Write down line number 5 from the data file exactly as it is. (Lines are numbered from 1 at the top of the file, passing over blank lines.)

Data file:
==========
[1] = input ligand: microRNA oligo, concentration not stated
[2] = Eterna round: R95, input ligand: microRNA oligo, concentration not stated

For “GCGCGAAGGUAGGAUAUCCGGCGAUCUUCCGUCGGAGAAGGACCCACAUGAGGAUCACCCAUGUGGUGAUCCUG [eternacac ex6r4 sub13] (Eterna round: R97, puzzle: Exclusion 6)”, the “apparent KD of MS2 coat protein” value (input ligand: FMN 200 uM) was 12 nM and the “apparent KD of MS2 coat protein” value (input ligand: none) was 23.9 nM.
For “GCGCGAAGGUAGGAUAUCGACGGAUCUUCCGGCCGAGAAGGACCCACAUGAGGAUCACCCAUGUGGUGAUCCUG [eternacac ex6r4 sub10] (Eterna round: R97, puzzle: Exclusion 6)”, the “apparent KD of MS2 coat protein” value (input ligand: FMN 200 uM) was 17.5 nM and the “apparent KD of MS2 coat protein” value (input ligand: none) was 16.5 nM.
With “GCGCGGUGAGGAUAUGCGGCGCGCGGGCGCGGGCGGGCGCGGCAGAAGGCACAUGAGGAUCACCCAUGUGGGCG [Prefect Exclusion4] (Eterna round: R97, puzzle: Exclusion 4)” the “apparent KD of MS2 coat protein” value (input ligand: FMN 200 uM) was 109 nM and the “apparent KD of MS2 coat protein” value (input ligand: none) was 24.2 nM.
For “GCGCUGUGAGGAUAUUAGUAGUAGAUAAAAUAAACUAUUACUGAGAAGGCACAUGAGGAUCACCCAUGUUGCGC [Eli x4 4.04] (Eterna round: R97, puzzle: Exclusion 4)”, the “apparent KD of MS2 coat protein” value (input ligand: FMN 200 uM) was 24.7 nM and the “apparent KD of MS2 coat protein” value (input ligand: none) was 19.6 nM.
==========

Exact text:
With “GCGCGGUGAGGAUAUGCGGCGCGCGGGCGCGGGCGGGCGCGGCAGAAGGCACAUGAGGAUCACCCAUGUGGGCG [Prefect Exclusion4] (Eterna round: R97, puzzle: Exclusion 4)” the “apparent KD of MS2 coat protein” value (input ligand: FMN 200 uM) was 109 nM and the “apparent KD of MS2 coat protein” value (input ligand: none) was 24.2 nM.